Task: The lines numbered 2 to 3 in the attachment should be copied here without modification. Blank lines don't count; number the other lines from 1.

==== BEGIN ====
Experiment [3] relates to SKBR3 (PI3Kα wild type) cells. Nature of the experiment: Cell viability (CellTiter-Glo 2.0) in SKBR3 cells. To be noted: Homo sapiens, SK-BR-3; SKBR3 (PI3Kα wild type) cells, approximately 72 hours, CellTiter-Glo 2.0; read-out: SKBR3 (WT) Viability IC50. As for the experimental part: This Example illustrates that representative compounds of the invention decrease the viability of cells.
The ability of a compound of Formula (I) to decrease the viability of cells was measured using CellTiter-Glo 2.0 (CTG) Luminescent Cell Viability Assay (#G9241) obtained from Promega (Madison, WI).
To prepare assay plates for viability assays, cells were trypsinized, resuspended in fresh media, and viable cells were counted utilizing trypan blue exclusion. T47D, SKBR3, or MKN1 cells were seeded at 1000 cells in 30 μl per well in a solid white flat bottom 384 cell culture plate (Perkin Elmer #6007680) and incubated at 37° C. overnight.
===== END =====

The ability of a compound of Formula (I) to decrease the viability of cells was measured using CellTiter-Glo 2.0 (CTG) Luminescent Cell Viability Assay (#G9241) obtained from Promega (Madison, WI).
To prepare assay plates for viability assays, cells were trypsinized, resuspended in fresh media, and viable cells were counted utilizing trypan blue exclusion. T47D, SKBR3, or MKN1 cells were seeded at 1000 cells in 30 μl per well in a solid white flat bottom 384 cell culture plate (Perkin Elmer #6007680) and incubated at 37° C. overnight.